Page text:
By challenging the very idea of what a pop song needs to bring to the table in order to make a complete statement, folklore proves that Taylor Swift doesn’t need to make as much noise to get through to us as she has in the past ten years of molting stylistic restlessness. The autumnal accompaniments, provided by the National’s Aaron Dessner alongside his brother and bandmate, Bryce, as well as Swift’s longtime production partner Jack Antonoff, are not a rejection of pop music so much as a reduction. In the quiet of a tune like “my tears ricochet,” all vocals and slowly swelling electroacoustic instruments, there’s nothing to hide behind — no loud, obvious, radio-friendly bells and whistles to elevate hit potential. A middling lyricist and melodicist wouldn’t be able to carry it. The album floats because, beneath the dramatic twists, Taylor Swift is a writer’s writer. Her stories here are more purposeful, if a little less personal. She’s obsessed not just with people falling in and out of love, but the long tail of these connections. There is a Faulknerian interest in multiple outside protagonists and in stories that span decades. The “folk” in folklore isn’t so much a statement of purpose with regard to genre as it is a signal that this is her storytelling album. The Dessners’ trademark folk-pop quietude, at least as manifested on the National’s 2019 album I Am Easy to Find, is the perfect canvas for Swift to show her wares and nod to her influences.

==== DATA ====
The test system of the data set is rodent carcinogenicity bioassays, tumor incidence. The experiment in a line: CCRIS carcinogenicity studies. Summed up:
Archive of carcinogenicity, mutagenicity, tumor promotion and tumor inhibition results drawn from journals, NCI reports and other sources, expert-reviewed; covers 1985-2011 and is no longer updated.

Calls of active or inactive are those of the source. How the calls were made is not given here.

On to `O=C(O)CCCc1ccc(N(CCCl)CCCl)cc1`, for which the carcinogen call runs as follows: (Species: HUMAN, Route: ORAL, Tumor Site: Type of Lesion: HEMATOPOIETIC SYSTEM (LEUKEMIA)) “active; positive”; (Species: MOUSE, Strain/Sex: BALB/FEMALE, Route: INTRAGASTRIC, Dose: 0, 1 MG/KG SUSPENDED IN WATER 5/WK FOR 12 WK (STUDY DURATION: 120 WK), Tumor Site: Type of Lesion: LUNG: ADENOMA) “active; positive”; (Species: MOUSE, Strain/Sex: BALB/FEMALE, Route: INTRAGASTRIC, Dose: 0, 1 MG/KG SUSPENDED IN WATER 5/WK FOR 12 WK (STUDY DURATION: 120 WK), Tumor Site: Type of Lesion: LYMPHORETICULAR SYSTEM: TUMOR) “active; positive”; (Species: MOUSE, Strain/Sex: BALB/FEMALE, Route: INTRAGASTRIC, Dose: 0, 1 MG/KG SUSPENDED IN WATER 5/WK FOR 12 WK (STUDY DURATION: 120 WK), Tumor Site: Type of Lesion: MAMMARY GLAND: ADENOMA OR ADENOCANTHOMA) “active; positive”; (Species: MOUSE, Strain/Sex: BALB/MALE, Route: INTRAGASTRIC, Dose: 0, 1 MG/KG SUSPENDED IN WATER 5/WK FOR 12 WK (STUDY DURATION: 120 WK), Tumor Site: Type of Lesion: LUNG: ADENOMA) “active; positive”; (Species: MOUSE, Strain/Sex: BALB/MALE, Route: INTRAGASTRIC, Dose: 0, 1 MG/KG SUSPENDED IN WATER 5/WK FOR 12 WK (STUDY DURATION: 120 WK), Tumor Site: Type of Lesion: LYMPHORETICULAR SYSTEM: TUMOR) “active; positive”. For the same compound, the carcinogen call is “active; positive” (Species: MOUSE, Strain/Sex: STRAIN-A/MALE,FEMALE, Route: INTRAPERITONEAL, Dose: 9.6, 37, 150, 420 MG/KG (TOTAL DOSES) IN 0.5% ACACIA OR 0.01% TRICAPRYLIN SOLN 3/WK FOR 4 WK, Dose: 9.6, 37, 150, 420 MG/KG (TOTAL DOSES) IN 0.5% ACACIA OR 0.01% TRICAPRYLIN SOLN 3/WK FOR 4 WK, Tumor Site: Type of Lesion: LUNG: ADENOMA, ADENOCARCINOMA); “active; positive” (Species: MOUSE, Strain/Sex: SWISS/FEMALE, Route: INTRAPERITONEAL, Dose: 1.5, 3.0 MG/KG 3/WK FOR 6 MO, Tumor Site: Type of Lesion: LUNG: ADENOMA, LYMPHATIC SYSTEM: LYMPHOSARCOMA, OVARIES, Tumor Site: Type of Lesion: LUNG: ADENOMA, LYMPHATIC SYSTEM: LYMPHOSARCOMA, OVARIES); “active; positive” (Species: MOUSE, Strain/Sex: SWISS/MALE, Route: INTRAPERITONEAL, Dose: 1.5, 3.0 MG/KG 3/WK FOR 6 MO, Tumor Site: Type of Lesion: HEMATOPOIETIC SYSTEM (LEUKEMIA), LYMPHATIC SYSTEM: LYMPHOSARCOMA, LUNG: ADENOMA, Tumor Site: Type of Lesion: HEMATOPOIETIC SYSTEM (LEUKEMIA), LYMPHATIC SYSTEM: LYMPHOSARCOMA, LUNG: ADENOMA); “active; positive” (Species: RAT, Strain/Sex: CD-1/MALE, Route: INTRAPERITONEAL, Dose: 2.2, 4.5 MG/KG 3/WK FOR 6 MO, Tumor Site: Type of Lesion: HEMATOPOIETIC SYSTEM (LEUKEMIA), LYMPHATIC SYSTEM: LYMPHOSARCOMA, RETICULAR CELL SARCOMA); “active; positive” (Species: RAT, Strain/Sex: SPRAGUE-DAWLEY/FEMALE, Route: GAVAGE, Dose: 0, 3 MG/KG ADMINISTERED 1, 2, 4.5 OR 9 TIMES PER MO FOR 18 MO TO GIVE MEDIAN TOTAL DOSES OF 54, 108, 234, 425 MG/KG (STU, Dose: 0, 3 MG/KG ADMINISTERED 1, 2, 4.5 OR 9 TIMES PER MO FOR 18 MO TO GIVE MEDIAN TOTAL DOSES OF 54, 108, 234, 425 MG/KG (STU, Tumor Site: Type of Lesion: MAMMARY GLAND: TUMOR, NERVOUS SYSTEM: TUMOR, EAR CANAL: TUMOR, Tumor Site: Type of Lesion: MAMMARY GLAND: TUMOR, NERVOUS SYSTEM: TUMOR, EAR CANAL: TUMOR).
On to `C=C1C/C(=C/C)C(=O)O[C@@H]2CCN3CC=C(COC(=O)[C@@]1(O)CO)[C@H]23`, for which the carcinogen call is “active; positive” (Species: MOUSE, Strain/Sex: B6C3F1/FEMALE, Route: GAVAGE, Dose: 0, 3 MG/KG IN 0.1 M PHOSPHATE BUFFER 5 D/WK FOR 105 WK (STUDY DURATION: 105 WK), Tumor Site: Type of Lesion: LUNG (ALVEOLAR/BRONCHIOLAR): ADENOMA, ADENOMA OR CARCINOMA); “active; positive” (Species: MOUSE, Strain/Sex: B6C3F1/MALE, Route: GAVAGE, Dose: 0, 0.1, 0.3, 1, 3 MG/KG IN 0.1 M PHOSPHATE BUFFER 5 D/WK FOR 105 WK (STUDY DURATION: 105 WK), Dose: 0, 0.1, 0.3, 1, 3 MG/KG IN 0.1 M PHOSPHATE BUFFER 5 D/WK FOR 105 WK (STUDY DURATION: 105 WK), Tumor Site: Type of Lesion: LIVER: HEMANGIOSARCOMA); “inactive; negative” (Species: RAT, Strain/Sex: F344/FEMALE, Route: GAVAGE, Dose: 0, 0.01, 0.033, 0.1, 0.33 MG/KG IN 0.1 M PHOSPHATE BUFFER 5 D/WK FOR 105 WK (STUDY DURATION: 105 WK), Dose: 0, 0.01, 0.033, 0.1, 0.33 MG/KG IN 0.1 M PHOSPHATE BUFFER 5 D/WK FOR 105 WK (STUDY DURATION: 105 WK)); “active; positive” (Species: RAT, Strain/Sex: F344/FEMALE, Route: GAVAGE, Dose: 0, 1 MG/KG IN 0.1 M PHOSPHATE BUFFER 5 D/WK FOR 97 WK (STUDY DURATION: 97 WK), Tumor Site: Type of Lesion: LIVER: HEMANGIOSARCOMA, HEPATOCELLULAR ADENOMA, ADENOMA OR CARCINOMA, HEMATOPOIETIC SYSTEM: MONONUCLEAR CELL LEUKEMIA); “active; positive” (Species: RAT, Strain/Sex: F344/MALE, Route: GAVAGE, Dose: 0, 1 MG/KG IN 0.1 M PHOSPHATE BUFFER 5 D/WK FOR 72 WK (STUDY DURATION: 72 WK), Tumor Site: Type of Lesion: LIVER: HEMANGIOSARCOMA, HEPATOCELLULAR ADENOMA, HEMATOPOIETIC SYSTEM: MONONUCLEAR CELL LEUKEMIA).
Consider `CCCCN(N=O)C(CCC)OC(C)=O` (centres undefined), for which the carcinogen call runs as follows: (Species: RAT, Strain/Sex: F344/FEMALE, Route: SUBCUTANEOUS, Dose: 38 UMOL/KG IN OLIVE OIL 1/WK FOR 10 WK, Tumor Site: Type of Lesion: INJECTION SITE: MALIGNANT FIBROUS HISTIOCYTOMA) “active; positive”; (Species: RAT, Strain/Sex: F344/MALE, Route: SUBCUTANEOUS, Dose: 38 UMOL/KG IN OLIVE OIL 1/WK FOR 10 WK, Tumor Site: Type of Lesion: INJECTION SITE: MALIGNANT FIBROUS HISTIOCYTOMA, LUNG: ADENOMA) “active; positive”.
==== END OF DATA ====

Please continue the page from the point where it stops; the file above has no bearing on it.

From the title to the music, folklore is an album about the wisdom and experience passed down through generations. On the opener “the 1,” Swift muses languidly: “You know, the greatest loves of all time are over now.” It doesn’t stop her from pining for a storybook romance of her own or gesturing to some of the great love songs in recent history in her writing. The track “the last great american dynasty” recounts the tale of the heyday of Rebekah Harkness, the ill-fated oil heiress and philanthropist whose family life was marred by suicide attempts and murder charges. “mad woman” appears to pick the story back up years later, as a nameless woman stews in spite over a life lived under public scrutiny. “epiphany” is a flashback to Swift’s grandfather’s involvement in World War II’s Operation Watchtower, the inaugural land offensive in the war against Japan and its acquisitions across the Pacific, that uses a wounded soldier’s dark night of the soul to spin a timely yarn about courage in spite of illness and the nearness of mortality. folklore uses allegory to illuminate present realities the way great American songwriters and archivists do. Swift is able to address recent troubles with music industry men and tap into the era’s chilling pulse without naming culprits, to point out the universality of American calamity without being bogged down by specifics.